So back to the drink: I very rarely see drinks with an agave spirit base that don’t feature citrus, but I wanted to go a different direction for Thanksgiving. And because I genuinely like the taste of it on its own (even just a lil’ nip at room temperature — of which I’ve had more than a few, FOR RESEARCH) I love that the cinnamon, anise, and clove in the spiced pomegranate syrup really enhance the warm flavor of the Mean Mule — as opposed to masking it.
The syrup itself is really easy to make — and will make your house smell AH-mazing for hours — but it does take a while, so plan to include it in your Thanksgiving prep. Even though I de-seeded a pomegranate for this photo (TOTAL LIES! I made Kyle do it) you don’t actually have to. But pomegranates are really good, and they’re in season right now, so you should. You know, while you’re waiting three hours for your spiced pomegranate syrup/edible air freshener to simmer.
Spiced Pomegranate Syrup
Don’t use some old-ass cinnamon sticks you found in the back of your pantry. Hell, you shouldn’t use any old-ass spices, ever, but especially for this syrup. If you don’t get a strong kick of cinnamon when you take a whiff, get some new ones.Yield: 3.5-ish cups
48 ounces pomegranate juice
8 cinnamon sticks
4 star anise
1 tablespoon whole cloves
¾ cup agave syrup
Add the pomegranate juice to a medium pot over high heat. When it reaches a boil, reduce the heat to low and add the cinnamon sticks, star anise, and cloves. Let it simmer until it reduces by half (about 90 minutes). Add the agave syrup, stir well, and let it simmer for another 30 minutes. Turn off the heat an let it cool for about an hour before straining. Store it in a jar or airtight container in the fridge for up to two weeks.
1.5 ounces Mean Mule Silver American Agave Spirit
1 ounce spiced pomegranate syrup (above)
½ ounce orange liqueur
Add the ingredients to a mixing glass with a handful of ice. Stir and strain into a coupe glass. Garnish with star anise and/or a fresh sprig of rosemary if you’re fancy (or nasty, because that’s more fun than fancy).
TIP: To wake up both the color and scent of the rosemary, run it under warm water for 10-15 seconds.
For a variation on this drink, give the ingredients a stir and top it off with some ice and club soda. Or just put a little bit of the syrup into a generous pour of Mean Mule on the rocks. It’s all good.
This post is in partnership with Mean Mule — which I’d totally drink even if they weren’t paying me to, because it’s really that tasty.
Like what you see? Follow me on Instagram!
Forget that headline. I kid. Thanksgiving has always been great. I mean, except the whole violently taking land from native people thing. Oh, and then there was last year when we were all still in shock and weeping on the reg due to the election results (which, by the way, I am still in shock and weeping somewhat regularly over that shit). But other than those few very minor mishaps, it’s a fabulous fucking holiday! There’s no religion, no gifts I have to pretend to like, and we get to eat ALL THE FOOD. But we all know food is way less fun without drinks to go along with it, hence my signature Thanksgiving cocktail, The Old Sage.
Now, thanks to a certain caffeinated beverage, made wildly popular by a certain Seattle-based coffee chain, pumpkin spice is widely considered the flavor of Thanksgiving. But for those of us who appreciate the holiday for its more savory and substantial offerings, we know that sage is the true taste — and scent — of the season.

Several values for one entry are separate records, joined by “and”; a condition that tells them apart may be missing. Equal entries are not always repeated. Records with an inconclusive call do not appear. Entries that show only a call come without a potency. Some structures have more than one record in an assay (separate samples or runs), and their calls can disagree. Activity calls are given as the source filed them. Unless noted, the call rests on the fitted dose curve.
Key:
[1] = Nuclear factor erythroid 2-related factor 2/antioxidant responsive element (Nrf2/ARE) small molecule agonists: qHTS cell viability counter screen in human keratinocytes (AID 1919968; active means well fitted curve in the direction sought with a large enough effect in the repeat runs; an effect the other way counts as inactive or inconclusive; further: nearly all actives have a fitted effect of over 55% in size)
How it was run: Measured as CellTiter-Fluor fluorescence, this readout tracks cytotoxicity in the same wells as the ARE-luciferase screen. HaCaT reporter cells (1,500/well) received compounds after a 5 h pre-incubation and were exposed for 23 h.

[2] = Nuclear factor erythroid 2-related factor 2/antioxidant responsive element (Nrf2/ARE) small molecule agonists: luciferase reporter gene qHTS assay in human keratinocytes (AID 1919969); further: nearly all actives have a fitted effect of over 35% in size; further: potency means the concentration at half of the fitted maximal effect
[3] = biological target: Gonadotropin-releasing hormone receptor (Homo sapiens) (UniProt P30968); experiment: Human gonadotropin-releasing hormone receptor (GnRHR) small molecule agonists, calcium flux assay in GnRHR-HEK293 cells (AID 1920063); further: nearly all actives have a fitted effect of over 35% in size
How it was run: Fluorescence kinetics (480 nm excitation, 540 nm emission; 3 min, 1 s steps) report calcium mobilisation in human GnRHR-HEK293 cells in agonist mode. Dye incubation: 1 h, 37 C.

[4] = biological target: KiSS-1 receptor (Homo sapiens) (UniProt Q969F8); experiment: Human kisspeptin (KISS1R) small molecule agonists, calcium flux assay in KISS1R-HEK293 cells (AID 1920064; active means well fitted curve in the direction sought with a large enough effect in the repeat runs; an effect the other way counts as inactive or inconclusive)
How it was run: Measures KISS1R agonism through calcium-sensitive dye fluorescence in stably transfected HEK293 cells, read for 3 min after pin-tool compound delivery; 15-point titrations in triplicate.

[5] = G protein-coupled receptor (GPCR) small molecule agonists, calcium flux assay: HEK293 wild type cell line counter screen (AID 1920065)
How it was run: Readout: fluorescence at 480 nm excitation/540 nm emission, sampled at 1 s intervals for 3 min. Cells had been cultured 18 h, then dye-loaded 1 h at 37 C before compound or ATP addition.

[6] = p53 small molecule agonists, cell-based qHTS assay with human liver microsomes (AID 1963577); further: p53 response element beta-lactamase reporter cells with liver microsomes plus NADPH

The Old Sage has a hint and scent of sage, thanks to a super-easy sage simple syrup that gets mixed with Old Overholt Rye Whiskey, lemon juice, and Peychaud’s Bitters — which very subtly mimics some of the spices associated with the holiday.
It’s good. Like, get-Grandma-fucking-wasted-on-Thanksgiving good. I’m even going to go out on a limb and say it’s the best Thanksgiving cocktail in the world. In fact, it may be the only Thanksgiving cocktail in the world, but that’s probably not true at all.
Anyway, you can make the syrup at any point now. It will keep in the fridge and you’re going to have enough to do next week.
THE OLD SAGE
2 ounces Old Overholt Rye Whiskey
2 ounces lemon juice
1 ½ ounces sage simple syrup
3 dashes Peychaud’s Bitters
Lemon slice for garnish
Sage leaf or sprig for garnish
To make the sage simple syrup, combine 1 cup white granulated sugar, 1 cup water, and ½ cup of loosely-packed fresh sage leaves in a saucepan over high heat. Mix well, and as soon as the mixture reaches a boil, remove from the heat and let it cool to room temperature. Strain out the sage leaves and store the syrup in a bottle or jar in the refrigerator for up to two weeks.
To assemble the cocktail, add the Old Overholt, lemon juice, sage simple syrup, and bitters to a cocktail shaker or wide-mouth mason jar with ice. Shake the shit out of it, then strain into a double rocks glass filled with a handful of ice cubes or one large cube. Garnish with the lemon and sage, and enjoy!
It will probably not surprise you to learn that at my house, the alcohol flows freely on Thanksgiving. And when I say freely, I mean that shit sometimes runneth over into the food. In this case, it’s my micro-famous Grand Marnier cranberry sauce. (It’s appeared on the Internet a few times. That qualifies as micro-famous, right?)
For this super-simple recipe, fresh cranberries, sugar, and a touch of lime get a generous shot of Grand Marnier, an orange-flavored cognac liqueur. The sweetness and slight acidity of the Grand Marnier — which is added toward the end so it doesn’t completely cook out — is the perfect complement for tart cranberries.
It doesn’t get more fucking festive than that, now does it?
Grand Marnier Cranberry Sauce
Yield: About 1 Pint
12 ounces fresh cranberries
¼ cup water
½ cup sugar
1 tablespoon lime juice
½ cup Grand Marnier
Add the cranberries, water, and sugar to a saucepan over medium heat, stir, and let it cook until the cranberries are soft, and bright-red foam has formed, about 15 minutes. Mash the cranberries with a wooden spoon (which will be stained red forever, fucking deal with it), reduce the heat to low, then add the lime juice and Grand Marnier. Mix well and let it simmer until it has reduced to a sauce-like texture, about 10 to 15 minutes. Remove from the heat and stir in the lime zest.
This Grand Marnier cranberry sauce can be made ahead of time, stored in a mason jar with a lid (or similar sized air-tight container), and refrigerated for a week or two, so make that shit well ahead of time so it’s one fucking less thing you have to worry about when you’re rushing around the day before Thanksgiving. Also, you can plop it right out of the jar into a log just like you can with the cans so don’t you worry about that.
Like what you see? Follow me on Instagram!